There's not enough Funkadelic on this list.  I'm sorry.  It's not my fault.  Seriously, try to find any Funkadelic used on vinyl in metro Vancouver that isn't either hacked to shit or filed as COLLECTIBLE (ie: out of my price range).  It doesn't exist.  But I did finally steal a copy of One Nation Under A Groove from someone whose name I can't divulge (for obvious reasons), but trust me, he's an asshole.  Jesus himself guided my hand here (red wine was involved).   By which I mean, if I do end up going to hell, it won't be for this.  

Al Stewart - Roads to Moscow
Minor British folkie on his way to becoming a bland soft rock contender writes a song about a young Russian soldier in World War 2 and his ultimate betrayal at the hands of the Great Stalin, and it's so beautiful, so epic, so sad it pretty much stops time.  They should teach Roads To Moscow in high school.  I'm sure I learned more from its eight minutes than I did in all Grade 10 History.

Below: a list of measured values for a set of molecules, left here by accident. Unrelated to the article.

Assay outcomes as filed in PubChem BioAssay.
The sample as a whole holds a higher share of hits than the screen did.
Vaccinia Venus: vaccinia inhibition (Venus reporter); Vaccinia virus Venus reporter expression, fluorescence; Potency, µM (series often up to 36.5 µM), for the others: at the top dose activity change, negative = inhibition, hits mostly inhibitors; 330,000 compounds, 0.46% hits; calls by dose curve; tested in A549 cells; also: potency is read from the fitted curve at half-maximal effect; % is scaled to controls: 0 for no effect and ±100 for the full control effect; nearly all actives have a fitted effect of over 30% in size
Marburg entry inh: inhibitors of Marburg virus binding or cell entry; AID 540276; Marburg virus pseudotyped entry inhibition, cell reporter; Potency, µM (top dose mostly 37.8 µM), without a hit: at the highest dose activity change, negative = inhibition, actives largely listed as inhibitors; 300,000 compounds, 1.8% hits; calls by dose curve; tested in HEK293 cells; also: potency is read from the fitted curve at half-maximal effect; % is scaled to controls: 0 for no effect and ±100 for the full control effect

Doors - soul kitchen
Yeah, Jim Morrison was a cosmic asshole who died for his own sins, nobody else's.  But damn, the Doors were a strong band, and they were nothing without him.  And that first album in particular – well, somebody had to do it, in 1967,  Summer of Love, at least hint that there was a darker side to things.  Soul Kitchen makes the list because it's remained well hidden over the years, hanging out in the back, cool and raw.  

King Crimson - industry